On July 21, dozens of environmental allies, farmers, dairymen, elected officials and others spent an evening with Greenbelt Alliance and the Sonoma County Farm Bureau at a jointly-sponsored midsummer mixer in Santa Rosa. Farmers and conservationists face common obstacles in Sonoma County: the loss of agricultural lands and the threat of sprawl development.
All nine of Sonoma County’s incorporated cities and towns have urban growth boundaries (UGBs) in place, which designate where growth can and cannot happen. They direct new houses, shops, and other development inside the footprints of the cities and prevent urban development in the open spaces between communities. The City of Cotati’s is expiring within the next few years, so together with community activist Jenny Blaker, we ensured the City of Cotati committed to renewing its urban growth boundary.
While our demand for locally-grown food steadily rises—particularly after biting into a fresh Sebastopol apple or a luscious tomato from Sonoma—few of us realize that access to land is a major barrier facing the farmers and ranchers who produce our favorite fruits, vegetables, and sustainability-raised chickens and beef.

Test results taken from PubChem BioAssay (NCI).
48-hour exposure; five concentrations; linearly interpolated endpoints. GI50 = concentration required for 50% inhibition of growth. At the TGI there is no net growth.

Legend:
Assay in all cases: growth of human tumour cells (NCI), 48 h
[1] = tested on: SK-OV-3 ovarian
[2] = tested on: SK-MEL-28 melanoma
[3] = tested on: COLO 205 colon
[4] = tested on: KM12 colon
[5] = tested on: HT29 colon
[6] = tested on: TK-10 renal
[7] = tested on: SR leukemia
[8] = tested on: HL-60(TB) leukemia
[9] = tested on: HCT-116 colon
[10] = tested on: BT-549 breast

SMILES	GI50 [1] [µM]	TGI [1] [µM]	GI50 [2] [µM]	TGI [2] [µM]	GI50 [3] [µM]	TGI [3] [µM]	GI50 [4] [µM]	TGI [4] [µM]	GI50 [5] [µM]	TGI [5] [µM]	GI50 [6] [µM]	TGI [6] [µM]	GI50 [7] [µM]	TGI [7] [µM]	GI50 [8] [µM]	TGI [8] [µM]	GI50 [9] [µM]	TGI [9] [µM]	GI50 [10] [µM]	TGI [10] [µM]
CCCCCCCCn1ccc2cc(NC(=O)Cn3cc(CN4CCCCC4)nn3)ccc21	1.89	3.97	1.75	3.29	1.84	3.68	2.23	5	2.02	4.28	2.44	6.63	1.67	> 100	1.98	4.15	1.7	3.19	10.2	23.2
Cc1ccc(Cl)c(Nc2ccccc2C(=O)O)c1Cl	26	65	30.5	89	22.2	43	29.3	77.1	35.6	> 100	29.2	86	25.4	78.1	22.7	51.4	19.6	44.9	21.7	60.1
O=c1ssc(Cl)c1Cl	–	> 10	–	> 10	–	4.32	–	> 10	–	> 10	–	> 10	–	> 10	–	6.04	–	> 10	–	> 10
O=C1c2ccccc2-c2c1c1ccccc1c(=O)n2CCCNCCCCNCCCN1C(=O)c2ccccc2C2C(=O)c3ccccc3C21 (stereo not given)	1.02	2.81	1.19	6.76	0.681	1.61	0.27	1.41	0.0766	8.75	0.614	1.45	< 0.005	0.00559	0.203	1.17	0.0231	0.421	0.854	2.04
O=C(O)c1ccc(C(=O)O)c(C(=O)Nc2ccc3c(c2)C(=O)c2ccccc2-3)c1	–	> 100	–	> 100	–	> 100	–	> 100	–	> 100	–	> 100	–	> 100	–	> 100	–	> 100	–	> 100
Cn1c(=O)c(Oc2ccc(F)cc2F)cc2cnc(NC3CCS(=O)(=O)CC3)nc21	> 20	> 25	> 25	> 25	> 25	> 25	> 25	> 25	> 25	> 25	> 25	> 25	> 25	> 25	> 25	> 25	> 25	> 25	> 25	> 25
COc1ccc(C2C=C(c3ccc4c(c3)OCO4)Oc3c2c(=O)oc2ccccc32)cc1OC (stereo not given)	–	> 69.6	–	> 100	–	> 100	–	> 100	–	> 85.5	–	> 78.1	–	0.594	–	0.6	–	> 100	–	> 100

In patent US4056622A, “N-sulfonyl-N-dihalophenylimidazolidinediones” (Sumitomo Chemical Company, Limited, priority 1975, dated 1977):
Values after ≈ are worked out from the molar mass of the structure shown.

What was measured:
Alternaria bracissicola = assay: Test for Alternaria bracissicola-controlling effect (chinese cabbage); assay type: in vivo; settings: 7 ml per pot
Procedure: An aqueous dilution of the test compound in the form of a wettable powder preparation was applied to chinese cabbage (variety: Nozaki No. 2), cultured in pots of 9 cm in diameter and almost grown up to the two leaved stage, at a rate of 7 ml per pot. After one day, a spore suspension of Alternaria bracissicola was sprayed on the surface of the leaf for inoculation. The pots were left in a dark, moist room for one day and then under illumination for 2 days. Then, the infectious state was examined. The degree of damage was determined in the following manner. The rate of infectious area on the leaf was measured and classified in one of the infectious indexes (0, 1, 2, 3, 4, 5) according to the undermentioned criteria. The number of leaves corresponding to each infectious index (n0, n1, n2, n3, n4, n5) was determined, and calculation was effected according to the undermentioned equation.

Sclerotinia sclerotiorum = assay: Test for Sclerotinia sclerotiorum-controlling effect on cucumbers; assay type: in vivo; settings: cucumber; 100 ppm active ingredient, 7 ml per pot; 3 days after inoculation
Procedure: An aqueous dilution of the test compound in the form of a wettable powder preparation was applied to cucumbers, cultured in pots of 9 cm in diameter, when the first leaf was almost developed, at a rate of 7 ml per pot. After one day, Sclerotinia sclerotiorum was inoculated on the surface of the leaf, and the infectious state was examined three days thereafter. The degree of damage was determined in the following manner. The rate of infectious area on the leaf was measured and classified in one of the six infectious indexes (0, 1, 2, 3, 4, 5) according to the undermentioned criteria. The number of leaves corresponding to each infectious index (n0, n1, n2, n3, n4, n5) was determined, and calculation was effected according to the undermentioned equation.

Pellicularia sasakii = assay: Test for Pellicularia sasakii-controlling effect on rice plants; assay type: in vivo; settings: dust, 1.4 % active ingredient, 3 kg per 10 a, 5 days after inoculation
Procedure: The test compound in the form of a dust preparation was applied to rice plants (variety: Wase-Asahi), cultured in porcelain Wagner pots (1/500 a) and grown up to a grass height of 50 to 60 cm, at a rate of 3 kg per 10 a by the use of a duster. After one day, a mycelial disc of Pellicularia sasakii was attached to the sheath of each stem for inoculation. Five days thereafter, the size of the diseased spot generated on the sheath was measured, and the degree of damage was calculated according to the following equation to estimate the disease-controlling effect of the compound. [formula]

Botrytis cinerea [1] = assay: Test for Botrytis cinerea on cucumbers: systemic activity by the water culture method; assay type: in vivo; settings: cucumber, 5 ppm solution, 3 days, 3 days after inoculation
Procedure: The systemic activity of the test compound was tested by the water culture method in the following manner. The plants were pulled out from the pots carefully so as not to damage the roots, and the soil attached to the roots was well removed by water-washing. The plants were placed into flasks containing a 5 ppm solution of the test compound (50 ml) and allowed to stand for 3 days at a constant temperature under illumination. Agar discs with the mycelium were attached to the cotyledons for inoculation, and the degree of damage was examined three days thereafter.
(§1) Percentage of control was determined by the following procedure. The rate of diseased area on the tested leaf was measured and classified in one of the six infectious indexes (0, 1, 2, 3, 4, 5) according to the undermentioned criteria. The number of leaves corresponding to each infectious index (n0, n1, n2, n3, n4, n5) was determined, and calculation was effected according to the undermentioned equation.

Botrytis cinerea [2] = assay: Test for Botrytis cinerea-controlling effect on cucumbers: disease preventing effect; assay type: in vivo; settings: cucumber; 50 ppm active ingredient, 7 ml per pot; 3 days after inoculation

Sonoma County’s rolling hills and grasslands are at their most spectacular this time of year, when still tinged with green and scattered with wildflowers.
Julie and her husband fell in love with Sonoma County, so they found a place to call home in Asti. When neighboring Cloverdale was looking to sprawl out beyond its urban growth boundary, Julie teamed up with Greenbelt Alliance and our local partners to fight the expansion.
On April 30, the Sonoma Local Agency Formation Commission (LAFCO) conducted a public meeting in Cloverdale. Greenbelt Alliance, our allies, and members of the Cloverdale City Council attended to discuss concerns over the City’s sphere of influence (SOI) proposal.
The ongoing debate over Cloverdale’s growth continues. Cloverdale wants to extend its city limits to include Asti as well as other unincorporated areas, parts of which are outside the 2010 voter-approved urban growth boundary.
Back in January, the Sonoma County Transportation Authority released Economic Impacts of Walking & Biking in Sonoma County, a report that shows the economic benefits of investing in bicycle and pedestrian amenities in Sonoma County. (Photo: RobVSF via Flickr)
Greenbelt Alliance applauds the efforts our friends in Sonoma County for their hard work in securing the preservation of appropriately-named Preservation Ranch. (Photo: Kent Porter / Press Democrat)
On September 18, the Santa Rosa City Council adopted a revised version of the North Santa Rosa Station Area Plan. After a summer of doubt, Greenbelt Alliance is pleased to report that our efforts to get the city to work out a compromise with the Coddington Mall owners was successful.